Most Animals Don’t Have Grandmothers, But Elephants Do And Here’s why

For many of us, our grandmothers are the embodiment of wisdom, care, and comfort.

In contrast, in the animal world, the mother of an animal’s mom/dad doesn’t play a role in rearing the younger generation.

This is because animals don’t usually live that long, and not all of them function in such close-knit family units as humans do.

image: Benh Lieu Song/Flickr.

Image: Benh Lieu Song/Flickr.

Over 40 years, Professor Phyllis Lee collected data on 800 different elephants in the Amboseli National Park in Kenya (remember that these animals can live as long as humans). Fascinatingly, she discovered that the survival of a baby elephant depends on the presence of its grandmother.Elephants live in large families made up of members with a wide range of ages.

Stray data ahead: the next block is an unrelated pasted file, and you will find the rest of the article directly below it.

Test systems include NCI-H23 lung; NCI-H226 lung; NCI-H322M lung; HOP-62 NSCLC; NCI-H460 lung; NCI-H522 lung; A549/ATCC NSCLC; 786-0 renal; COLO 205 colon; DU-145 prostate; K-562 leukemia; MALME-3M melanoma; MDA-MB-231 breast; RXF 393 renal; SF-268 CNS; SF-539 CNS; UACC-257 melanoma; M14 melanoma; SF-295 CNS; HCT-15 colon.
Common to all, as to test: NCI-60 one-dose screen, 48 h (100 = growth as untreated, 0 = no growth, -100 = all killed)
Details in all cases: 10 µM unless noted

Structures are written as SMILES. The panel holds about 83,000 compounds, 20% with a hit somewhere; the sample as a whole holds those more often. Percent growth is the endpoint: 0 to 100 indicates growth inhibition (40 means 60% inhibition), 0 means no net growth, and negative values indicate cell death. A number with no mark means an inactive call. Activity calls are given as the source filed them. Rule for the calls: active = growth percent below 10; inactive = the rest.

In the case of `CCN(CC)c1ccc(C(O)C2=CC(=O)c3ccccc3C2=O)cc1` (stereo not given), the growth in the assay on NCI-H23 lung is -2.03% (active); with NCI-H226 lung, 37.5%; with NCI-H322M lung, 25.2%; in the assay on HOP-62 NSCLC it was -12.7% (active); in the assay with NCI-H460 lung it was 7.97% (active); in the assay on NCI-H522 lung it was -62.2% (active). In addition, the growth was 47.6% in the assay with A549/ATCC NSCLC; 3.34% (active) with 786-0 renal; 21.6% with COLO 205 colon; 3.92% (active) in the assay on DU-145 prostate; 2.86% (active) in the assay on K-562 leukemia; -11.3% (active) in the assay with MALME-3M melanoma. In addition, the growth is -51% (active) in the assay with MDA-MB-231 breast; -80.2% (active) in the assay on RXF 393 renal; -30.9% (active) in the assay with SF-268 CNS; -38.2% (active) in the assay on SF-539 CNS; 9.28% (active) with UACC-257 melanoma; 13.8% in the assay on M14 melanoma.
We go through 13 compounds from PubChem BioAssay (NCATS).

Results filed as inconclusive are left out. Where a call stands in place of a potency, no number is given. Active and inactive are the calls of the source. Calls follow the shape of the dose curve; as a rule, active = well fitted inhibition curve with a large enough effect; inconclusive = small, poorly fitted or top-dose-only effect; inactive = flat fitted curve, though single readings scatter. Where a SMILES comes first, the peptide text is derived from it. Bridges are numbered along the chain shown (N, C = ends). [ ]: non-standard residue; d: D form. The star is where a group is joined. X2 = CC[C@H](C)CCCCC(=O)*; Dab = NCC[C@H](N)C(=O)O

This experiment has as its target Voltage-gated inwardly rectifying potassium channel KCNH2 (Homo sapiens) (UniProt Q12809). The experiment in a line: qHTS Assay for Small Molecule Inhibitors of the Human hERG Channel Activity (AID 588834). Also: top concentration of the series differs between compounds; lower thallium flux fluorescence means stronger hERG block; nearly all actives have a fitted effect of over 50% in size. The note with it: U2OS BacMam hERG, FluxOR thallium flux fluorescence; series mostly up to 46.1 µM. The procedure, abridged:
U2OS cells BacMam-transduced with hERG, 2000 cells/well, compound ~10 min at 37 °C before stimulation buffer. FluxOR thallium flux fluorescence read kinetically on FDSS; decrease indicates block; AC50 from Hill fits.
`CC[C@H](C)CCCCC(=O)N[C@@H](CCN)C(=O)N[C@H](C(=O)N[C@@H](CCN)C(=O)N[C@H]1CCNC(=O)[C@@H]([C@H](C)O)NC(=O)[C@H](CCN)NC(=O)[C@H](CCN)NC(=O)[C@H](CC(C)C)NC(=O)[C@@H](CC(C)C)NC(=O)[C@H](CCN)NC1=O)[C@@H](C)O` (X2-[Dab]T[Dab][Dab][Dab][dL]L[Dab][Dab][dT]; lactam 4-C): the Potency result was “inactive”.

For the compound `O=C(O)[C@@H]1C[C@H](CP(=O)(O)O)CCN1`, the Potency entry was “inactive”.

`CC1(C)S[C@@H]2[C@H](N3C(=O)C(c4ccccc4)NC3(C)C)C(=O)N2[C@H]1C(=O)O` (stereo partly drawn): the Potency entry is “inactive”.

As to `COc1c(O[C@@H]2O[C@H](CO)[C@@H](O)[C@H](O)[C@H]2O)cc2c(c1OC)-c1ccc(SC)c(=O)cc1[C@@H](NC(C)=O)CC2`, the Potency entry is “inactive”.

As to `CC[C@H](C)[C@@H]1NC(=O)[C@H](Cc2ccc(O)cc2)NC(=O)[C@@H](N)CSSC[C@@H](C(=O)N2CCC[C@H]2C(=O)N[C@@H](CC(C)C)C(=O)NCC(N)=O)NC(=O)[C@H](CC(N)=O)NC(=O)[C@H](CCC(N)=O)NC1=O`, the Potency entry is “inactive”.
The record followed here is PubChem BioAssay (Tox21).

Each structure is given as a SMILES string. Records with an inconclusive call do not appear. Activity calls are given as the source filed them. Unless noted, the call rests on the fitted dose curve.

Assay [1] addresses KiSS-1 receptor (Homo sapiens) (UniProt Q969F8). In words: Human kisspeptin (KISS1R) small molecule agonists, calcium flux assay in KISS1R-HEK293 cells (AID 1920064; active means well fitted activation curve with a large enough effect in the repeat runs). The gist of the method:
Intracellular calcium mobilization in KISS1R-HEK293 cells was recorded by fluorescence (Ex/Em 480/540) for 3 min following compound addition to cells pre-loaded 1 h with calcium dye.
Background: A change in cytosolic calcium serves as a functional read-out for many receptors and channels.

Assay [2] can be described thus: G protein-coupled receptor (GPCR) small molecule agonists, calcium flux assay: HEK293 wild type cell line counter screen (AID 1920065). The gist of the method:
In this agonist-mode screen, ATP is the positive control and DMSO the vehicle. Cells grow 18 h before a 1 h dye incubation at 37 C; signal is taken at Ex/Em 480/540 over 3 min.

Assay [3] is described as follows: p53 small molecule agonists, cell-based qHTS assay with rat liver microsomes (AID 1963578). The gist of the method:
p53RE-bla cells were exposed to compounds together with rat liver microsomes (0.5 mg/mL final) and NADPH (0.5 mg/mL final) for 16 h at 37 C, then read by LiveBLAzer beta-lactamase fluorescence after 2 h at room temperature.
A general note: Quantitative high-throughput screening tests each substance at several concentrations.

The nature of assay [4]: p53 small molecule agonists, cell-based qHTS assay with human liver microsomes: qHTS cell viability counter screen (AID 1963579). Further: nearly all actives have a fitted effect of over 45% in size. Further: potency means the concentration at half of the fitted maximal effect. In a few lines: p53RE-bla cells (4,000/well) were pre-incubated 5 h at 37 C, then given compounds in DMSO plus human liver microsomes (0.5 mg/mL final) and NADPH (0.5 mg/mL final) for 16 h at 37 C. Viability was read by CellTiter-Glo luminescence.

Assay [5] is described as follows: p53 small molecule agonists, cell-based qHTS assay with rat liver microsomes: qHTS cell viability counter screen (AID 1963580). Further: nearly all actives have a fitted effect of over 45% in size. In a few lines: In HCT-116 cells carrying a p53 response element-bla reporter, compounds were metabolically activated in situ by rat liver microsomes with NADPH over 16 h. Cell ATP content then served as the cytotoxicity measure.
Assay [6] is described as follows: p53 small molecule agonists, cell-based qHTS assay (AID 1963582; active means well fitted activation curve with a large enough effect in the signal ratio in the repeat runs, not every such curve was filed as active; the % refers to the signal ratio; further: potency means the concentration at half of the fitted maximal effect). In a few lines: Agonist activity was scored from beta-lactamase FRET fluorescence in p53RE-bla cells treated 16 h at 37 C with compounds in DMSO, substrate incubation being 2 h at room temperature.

So here is what makes elephant grandmothers so important

1. The oldest female is always seen as the head of the family among elephants.

She leads the herd to water and food and looks after her family members should they encounter another family.

image: Benh Lieu Song/Flickr.

image: Benh Lieu Song/Flickr.


2. Elephants give birth more often when there’s a grandmother present in the family.




3. It’s the grandmother in particular who protects the baby elephant, keeping an eye on it and helping to remove any obstacles that might appear in their way.




4. Older female elephants don’t compete with others for food, as often happens with other animals, and they allow the baby elephants to eat first.

Elephants are incredibly intelligent animals, and many years of study are required to fully understand them. So if you’re lucky enough to have a grandma, remember that you have a lot more in common with elephants than you may have originally thought.




This little fella must feel hella lucky to have a grandma. 



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